Coyotes Couldn’t Control Valley Forge Wolves, Critics Say. Tell that to Yellowstone Elk

Valley Forge has one of the highest white-tailed deer populations in the country, 241 per square mile. Next month the Parks Service will pay sharpshooters to kill off 86% of the deer over four years. For the last several years the Parks Service has dismissed the other options.

They decided not to go for just PZP contraceptive dart injections, even though the country’s biggest expert lives right nearby and has offered to help. They do plan on using it after they kill of most of the deer to keep the population down. First they have to use sharpshooters at night, preferably from platforms (to avoid hitting people). If that doesn’t work, they’ll put up bait stations of 20-100 pounds of apples, hay or other food to catch the deer. Then, they’ll kill the deer either by shooting them or with “a combination of penetrating captive bolt gun and sodium chloride.”

Valley Forge Deer by garmeni

Valley Forge Deer by garenmn1

They’ve also turned down the cheapest option: letting coyotes do the work. Coyotes don’t bring populations down because they don’t eat adults (at least in the midwest), says research from Stanley Gehrt, the biologist who did a ground-breaking study on coyotes in ground-breaking study on coyotes in Cook County, IL. They can, however, keep growth in check because they eat fawns–between 20% and 80%.  And coyotes have killed adult deer out east. They may even have a better shot at these particular deer, which are notably smaller because of overpopulation.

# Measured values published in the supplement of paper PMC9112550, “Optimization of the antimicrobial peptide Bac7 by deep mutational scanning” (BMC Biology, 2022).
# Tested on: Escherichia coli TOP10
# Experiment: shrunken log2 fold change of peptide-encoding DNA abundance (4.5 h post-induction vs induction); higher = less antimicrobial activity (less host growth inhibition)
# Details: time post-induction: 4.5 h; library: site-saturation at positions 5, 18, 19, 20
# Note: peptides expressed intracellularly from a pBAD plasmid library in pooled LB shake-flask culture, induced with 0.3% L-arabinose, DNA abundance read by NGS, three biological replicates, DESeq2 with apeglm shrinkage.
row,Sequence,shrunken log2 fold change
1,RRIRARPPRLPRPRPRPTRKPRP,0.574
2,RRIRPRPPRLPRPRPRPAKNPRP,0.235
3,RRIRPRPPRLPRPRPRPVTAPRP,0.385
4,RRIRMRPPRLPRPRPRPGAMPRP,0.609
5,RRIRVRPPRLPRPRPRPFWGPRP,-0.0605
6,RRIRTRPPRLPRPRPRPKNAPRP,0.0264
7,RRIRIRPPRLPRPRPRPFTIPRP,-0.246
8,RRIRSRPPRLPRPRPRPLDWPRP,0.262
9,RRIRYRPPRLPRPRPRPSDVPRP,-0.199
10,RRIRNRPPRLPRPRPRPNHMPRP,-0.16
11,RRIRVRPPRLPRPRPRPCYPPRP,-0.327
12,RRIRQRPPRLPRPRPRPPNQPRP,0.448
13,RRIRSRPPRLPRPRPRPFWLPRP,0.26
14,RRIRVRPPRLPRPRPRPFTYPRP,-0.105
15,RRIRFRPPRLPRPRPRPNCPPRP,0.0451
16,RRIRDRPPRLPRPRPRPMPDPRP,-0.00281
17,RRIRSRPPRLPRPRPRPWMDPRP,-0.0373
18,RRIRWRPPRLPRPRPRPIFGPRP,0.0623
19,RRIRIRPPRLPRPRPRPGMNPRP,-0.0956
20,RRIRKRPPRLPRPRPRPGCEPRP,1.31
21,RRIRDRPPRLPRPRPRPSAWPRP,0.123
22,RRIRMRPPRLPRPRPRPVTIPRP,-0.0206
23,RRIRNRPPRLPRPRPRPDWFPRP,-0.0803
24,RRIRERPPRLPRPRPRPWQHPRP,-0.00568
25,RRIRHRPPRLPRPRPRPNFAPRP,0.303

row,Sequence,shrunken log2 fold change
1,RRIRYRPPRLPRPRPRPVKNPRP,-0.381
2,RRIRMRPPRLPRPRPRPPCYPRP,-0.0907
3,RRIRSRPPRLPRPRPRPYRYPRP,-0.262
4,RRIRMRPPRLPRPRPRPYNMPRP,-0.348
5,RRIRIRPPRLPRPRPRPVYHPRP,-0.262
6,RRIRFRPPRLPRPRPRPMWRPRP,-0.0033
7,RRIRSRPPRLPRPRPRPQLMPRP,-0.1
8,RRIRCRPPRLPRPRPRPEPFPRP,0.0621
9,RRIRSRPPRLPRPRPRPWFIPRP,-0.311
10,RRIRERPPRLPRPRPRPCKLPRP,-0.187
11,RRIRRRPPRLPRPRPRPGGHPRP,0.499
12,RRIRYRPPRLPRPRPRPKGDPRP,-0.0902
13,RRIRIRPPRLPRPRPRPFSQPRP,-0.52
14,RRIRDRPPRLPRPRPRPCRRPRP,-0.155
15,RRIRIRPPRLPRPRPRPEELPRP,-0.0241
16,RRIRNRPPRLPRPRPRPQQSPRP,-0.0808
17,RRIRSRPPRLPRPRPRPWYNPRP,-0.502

The Parks Service has said coyotes alone wouldn’t work. Would PZP and coyotes work together to bring the population down through attrition? We’ll never know.

Natural predators can be a lot more effective than people think. Think of Yellowstone and the wolves: a decade after they were introduced, they cut the Yellowstone elk population in half–after five years of almost no impact. Still, some have objected to the coyote plan saying they don’t want coyotes in the park. The conversation about whether to allow coyotes into the park is silly. Coyotes are part of the current American urban and suburban ecosystem. The ones on the east coast are really coywolves–coyote-wolf hybrids that moved in to fill the niche when we killed off the wolves. There are going to be coyotes in Valley Forge whether they are encouraged or not. And they’re going to eat fawns whether we like it or not.

Read about the Deer Impacts Blog

Where to Go to See Deer–in Unusual Settings, Numbers or Forms

Where to See Wolves and Coyotes

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